(Nibbāna - The Mind Stilled, Sermon 5)

Nibbāna has been defined as the cessation of existence. (e.g. SN 12.68) The Buddha says that when he is preaching about the cessation of existence, some people, particularly the brahmins who cling to a soul theory, bring up the charge of nihilism against him. (MN 22) Not only those brahmins and heretics believing in a soul theory, but even some Buddhist scholars are scared of the term bhavanirodha, fearing that it leads to a nihilistic interpretation of Nibbāna. That is why they try to mystify Nibbāna in various ways. What is the secret behind this attitude? It is simply the lack of a clear understanding of the unique philosophy made known by the Buddha.
(Sermon 8)
1 Myriad dharmas are only mind.
Mind is unobtainable.
What is there to seek?

2 If the Buddha-Nature is seen,
there will be no seeing of a nature in any thing.

3 Neither cultivation nor seated meditation —
this is the pure Chan of Tathagata.

4 With sudden enlightenment to Tathagata Chan,
the six paramitas and myriad means
are complete within that essence.


1 Huangbo, T2012Ap381c1 2 Nirvana Sutra, T374p521b3; tr. Yamamoto 3 Mazu, X1321p3b23; tr. J. Jia 4 Yongjia, T2014p395c14; tr. from "The Sword of Wisdom"

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Re: Where is ‘Mind’?

Post by smcj » Tue Feb 11, 2020 6:07 pm

There are no proof that Mahayana is an "historical development" any longer since the discovery of the Gandhara texts.
The previous Kalu R used to say that the 3 Yanas could be seen as the progression of an individual along the spiritual path. The Shravakayana is the initial phase where the focus is on restraining the crudest level of action. Not doing negative things is the most positive a negative person can be. Restricting love of self until karmas are expended is the strategy.

Mahayana addresses the next most subtle level, attitudes. It also sees life in a somewhat more positive perspective. It sees life as an opportunity for Dharma practice. Love of self becomes love of others.

Vajrayana is more subtle. It sees life as a Buddhafield and all beings as Buddhas. Love of 3Jewels becomes essential (via guru yoga). Positive qualities become so profound that otherwise negative obstacles can be transformed into enlightened activities.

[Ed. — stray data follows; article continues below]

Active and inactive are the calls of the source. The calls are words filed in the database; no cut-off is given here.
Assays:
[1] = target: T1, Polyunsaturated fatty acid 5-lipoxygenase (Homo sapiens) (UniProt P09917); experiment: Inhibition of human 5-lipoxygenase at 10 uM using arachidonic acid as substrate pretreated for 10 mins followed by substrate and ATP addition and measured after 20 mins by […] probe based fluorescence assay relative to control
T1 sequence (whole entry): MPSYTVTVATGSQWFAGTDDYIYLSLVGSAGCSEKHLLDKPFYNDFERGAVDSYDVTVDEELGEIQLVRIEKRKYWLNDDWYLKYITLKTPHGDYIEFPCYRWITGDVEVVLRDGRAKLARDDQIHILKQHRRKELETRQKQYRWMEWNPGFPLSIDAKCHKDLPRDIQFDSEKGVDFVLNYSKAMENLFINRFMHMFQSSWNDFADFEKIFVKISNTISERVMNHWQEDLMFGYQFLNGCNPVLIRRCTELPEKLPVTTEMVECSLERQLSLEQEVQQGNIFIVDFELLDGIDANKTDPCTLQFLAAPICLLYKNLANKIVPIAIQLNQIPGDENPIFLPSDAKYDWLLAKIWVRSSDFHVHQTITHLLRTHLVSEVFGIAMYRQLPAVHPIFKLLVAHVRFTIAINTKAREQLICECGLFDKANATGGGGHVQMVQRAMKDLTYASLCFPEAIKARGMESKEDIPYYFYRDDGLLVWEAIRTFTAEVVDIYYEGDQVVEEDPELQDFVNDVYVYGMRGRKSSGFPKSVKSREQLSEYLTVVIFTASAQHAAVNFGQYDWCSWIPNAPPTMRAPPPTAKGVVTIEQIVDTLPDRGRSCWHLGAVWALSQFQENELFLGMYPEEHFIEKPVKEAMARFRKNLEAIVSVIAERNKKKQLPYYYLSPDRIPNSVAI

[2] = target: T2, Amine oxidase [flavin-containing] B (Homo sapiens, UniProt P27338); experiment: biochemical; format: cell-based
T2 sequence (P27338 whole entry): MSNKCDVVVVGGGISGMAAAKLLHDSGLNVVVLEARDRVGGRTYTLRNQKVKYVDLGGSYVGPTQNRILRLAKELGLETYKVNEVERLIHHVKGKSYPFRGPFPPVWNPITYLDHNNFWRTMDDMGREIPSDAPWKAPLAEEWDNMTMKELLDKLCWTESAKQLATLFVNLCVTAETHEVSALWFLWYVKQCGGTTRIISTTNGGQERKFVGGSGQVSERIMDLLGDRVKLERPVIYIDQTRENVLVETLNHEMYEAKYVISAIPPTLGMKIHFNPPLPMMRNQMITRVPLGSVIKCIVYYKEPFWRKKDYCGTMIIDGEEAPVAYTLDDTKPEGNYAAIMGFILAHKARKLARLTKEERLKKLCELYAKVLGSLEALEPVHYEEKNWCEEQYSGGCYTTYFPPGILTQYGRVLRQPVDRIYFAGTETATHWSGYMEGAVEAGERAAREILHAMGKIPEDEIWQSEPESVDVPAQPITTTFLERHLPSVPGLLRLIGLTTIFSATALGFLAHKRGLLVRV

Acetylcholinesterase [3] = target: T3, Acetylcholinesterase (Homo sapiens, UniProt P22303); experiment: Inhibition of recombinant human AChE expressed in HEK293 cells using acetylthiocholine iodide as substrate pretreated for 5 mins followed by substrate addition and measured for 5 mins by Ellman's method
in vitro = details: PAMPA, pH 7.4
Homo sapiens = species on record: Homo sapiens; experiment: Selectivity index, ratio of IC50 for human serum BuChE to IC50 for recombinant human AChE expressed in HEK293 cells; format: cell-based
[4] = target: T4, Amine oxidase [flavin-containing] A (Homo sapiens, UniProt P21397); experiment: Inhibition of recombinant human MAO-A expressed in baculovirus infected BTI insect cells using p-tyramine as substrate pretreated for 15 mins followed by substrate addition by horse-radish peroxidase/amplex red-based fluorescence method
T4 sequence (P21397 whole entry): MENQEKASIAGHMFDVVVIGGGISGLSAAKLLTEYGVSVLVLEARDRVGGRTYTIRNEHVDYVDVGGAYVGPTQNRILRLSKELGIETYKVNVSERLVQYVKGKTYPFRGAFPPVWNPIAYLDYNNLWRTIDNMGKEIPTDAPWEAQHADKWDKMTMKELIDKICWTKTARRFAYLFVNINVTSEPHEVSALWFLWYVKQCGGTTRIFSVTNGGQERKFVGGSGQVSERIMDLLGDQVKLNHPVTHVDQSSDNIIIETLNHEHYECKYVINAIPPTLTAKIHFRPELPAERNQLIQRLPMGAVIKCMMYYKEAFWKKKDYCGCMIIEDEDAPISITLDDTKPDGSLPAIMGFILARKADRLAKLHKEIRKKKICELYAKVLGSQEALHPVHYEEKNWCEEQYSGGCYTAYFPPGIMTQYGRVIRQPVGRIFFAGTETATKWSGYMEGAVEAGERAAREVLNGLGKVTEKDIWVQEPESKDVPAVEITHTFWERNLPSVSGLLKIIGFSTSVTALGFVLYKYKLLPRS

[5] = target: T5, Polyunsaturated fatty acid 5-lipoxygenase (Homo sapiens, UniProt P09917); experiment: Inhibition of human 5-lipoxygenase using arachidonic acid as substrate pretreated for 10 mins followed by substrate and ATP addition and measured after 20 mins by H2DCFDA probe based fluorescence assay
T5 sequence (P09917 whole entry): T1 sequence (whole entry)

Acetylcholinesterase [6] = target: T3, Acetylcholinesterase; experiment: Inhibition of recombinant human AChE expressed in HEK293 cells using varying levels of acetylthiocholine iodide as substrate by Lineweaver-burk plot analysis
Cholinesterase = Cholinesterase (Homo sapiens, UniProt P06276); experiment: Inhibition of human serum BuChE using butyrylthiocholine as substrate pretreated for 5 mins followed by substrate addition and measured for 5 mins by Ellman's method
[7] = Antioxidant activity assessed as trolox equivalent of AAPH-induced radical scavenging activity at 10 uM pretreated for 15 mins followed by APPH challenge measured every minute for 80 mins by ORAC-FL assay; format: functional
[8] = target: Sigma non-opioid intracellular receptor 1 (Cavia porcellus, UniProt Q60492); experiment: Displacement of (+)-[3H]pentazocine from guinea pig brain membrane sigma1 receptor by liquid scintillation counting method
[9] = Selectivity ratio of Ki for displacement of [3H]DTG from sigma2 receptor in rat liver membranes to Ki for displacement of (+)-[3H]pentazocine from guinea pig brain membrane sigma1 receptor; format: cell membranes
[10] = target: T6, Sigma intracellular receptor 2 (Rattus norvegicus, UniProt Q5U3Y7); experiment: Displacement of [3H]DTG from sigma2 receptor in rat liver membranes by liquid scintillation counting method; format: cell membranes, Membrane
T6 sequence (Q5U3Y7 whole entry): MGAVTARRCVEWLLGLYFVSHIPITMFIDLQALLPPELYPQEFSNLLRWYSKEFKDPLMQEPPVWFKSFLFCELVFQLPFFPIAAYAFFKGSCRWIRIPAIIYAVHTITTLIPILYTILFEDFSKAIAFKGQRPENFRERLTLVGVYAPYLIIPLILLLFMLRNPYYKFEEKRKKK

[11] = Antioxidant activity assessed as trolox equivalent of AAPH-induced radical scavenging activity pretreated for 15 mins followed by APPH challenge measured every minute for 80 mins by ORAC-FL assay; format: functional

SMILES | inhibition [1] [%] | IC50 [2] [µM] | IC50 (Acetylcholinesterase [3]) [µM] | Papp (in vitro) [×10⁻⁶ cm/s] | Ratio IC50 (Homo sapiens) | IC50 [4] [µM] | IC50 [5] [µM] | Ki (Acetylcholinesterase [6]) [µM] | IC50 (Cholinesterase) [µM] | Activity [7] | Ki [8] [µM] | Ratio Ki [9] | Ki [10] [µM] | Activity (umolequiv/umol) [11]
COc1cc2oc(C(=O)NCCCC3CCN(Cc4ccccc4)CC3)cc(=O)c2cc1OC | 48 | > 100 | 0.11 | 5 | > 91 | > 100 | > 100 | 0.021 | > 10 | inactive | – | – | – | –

So it is sequential over time. Just like arithmetic came before algebra, and calculus came later, I believe the the Mahayana predates Vajrayana, and Shravakayana predates Mahayana as history would sees it.

That’s the way I see it as of today. The Gandhara manuscripts do not change that.

YMMV.
1.The problem isn’t ‘ignorance’. The problem is the mind you have right now. (H.H. Karmapa XVII @NYC 2/4/18)
2. I support Mingyur R and HHDL in their positions against lama abuse.
3. Student: Lama, I thought I might die but then I realized that the 3 Jewels would protect me.
Lama: Even If you had died the 3 Jewels would still have protected you. (DW post by Fortyeightvows)

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Re: Where is ‘Mind’?

Post by heart » Tue Feb 11, 2020 8:48 pm

smcj wrote:
Tue Feb 11, 2020 6:07 pm
There are no proof that Mahayana is an "historical development" any longer since the discovery of the Gandhara texts.
The previous Kalu R used to say that the 3 Yanas could be seen as the progression of an individual along the spiritual path. The Shravakayana is the initial phase where the focus is on restraining the crudest level of action. Not doing negative things is the most positive a negative person can be. Restricting love of self until karmas are expended is the strategy.

Mahayana addresses the next most subtle level, attitudes. It also sees life in a somewhat more positive perspective. It sees life as an opportunity for Dharma practice. Love of self becomes love of others.

Vajrayana is more subtle. It sees life as a Buddhafield and all beings as Buddhas. Love of 3Jewels becomes essential (via guru yoga). Positive qualities become so profound that otherwise negative obstacles can be transformed into enlightened activities.

So it is sequential over time. Just like arithmetic came before algebra, and calculus came later, I believe the the Mahayana predates Vajrayana, and Shravakayana predates Mahayana as history would sees it.

That’s the way I see it as of today. The Gandhara manuscripts do not change that.

YMMV.
Being small minded will not change the fact that there are no longer any proof that Mahayana is a "later development". The general development for a person along the 3 yanas don't really mean you apply the practices if these yanas it just a question of attitude.

/magnus
"We are all here to help each other go through this thing, whatever it is."
~Kurt Vonnegut

"The principal practice is Guruyoga. But we need to understand that any secondary practice combined with Guruyoga becomes a principal practice." ChNNR (Teachings on Thun and Ganapuja)